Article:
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written by Alex Moore on December 24, 2000 | author profile | forum profile | contact me
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A Future City on Mars
A Future City on Mars
Credit: Don Dixon
We are told that the dome can withstand dust-storms of up to 600 kilometers an hour, but looking up above the tall city towers I'm skeptical. The air outside is thin and toxic, and one small rip in the thin, clear dome would leave the city and its 200,000 inhabitants to suffocate within seconds. Like most of the modern cities on Mars, this new dome is made of a plastic-like material that is weaker than aluminum foil. However, the guide tells us that since the atmospheric pressure is so much higher inside the city than outside, the dome is effectively stronger than any material known to man.

A city on Mars like the one described above, might be closer on the horizon than anyone could have guessed. "Historically, it's been part of science fiction," said Dr. Christopher McKay, an astrobiologist at NASA Ames. "We're trying to make it science."

Around two years after Alpha, the first settlement on Mars, is founded, it is estimated work will begin on the first city. In the beginning, the first city on Mars, which we shall call Beta, will serve as nothing but a science-center/small habitat. This is very important since only scientists will be sent to the Red Planet for the first few years. They will serve as the first "colonists" for the Martian outpost, and will naturally need more room to expand their research.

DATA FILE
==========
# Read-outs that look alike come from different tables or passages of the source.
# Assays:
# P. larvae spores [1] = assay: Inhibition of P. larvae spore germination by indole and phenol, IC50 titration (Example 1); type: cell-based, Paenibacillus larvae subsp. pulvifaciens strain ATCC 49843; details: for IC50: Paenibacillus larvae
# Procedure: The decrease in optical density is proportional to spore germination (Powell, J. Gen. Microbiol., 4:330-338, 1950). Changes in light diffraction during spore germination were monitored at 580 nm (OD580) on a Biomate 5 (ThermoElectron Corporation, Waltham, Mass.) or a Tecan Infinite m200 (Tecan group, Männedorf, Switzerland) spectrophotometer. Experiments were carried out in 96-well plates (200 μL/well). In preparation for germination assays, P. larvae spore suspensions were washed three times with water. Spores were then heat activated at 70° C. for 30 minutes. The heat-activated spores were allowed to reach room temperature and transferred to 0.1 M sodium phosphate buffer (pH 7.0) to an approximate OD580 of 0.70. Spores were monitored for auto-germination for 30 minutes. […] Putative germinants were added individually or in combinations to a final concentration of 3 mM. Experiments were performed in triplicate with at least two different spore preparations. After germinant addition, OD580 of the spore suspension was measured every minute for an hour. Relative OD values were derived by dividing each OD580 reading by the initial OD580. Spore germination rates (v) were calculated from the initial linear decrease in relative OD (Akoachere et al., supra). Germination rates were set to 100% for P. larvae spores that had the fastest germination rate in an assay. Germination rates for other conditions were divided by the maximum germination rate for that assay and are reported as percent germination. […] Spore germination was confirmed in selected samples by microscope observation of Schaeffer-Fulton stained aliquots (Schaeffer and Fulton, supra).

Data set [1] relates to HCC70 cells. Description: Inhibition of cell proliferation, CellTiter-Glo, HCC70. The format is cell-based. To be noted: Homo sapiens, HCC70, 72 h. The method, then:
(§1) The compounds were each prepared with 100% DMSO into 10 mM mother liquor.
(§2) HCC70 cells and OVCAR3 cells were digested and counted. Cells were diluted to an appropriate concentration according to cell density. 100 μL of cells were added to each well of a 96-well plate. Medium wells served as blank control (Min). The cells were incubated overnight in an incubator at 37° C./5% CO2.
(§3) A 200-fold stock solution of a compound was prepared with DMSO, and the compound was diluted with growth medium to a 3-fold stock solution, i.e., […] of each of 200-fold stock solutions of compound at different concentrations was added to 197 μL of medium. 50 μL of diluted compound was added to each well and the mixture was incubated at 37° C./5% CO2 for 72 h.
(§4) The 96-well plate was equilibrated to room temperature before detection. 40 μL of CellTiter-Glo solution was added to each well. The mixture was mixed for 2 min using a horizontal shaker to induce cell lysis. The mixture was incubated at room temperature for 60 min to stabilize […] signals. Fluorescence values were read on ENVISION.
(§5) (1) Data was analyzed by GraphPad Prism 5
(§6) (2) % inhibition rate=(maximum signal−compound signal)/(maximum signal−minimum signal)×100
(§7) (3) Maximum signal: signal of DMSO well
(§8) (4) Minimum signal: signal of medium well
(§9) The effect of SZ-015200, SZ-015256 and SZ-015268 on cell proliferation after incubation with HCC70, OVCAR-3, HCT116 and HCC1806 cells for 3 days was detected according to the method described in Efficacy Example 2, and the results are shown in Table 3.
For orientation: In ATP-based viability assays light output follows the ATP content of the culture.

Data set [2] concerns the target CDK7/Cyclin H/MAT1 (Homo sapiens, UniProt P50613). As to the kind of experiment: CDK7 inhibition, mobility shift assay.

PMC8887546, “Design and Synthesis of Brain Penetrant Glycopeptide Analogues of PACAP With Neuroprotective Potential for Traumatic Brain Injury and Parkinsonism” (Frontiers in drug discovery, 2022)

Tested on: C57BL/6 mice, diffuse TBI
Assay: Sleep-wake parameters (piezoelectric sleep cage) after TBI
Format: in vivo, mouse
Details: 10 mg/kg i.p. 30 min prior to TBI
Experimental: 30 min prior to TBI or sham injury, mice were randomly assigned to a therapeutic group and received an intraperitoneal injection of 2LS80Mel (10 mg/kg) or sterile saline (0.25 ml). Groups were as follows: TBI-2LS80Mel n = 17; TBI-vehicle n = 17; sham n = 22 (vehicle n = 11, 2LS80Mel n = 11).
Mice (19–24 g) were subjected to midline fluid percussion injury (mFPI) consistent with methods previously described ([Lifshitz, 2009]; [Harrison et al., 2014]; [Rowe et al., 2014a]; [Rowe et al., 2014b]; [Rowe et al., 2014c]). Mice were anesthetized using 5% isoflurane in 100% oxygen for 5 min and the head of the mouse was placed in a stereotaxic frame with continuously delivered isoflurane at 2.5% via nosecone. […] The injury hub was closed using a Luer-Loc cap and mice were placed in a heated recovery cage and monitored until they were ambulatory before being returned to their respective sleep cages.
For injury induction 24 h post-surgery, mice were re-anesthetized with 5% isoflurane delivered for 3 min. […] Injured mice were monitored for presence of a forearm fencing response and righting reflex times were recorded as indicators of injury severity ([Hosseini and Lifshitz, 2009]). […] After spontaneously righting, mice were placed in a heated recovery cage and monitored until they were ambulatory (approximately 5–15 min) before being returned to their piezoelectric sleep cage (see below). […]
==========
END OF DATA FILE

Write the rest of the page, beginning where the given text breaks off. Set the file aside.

Many authors have implied building Beta entirely underground to reduce radiation. Kim Stanley Robinson suggests building the city similar to a bunker, built three stories underground with a central core to serve as the city common. This "bomb-shelter" city should be large enough to comfortably contain about 200 people, or the population of Mars at that time. On one side would be several laboratories for indoor scientific experiments and research. The other would contain residential habitats with large portions to provide privacy and to outline the all-important border between work and personal time. Also, this side could house recreational facilities and areas for private research.

Colonists on Mars
Colonists on Mars
Credit: NASA

While this design may be sensible, it would certainly not be easy to construct. For this reason, Robinson suggests manufacturing a building material that is both easy to mass-produce and 100% reliable. In his novel, Red Mars, the colonists use tons of Martian-made bricks in the construction of a vast underground city. These bricks are coated with diamond dust formed from highly pressurized carbon molecules from CO2 in the air. The bricks are similar to the RTV silicone that is used in heat shield tiles on the space shuttle.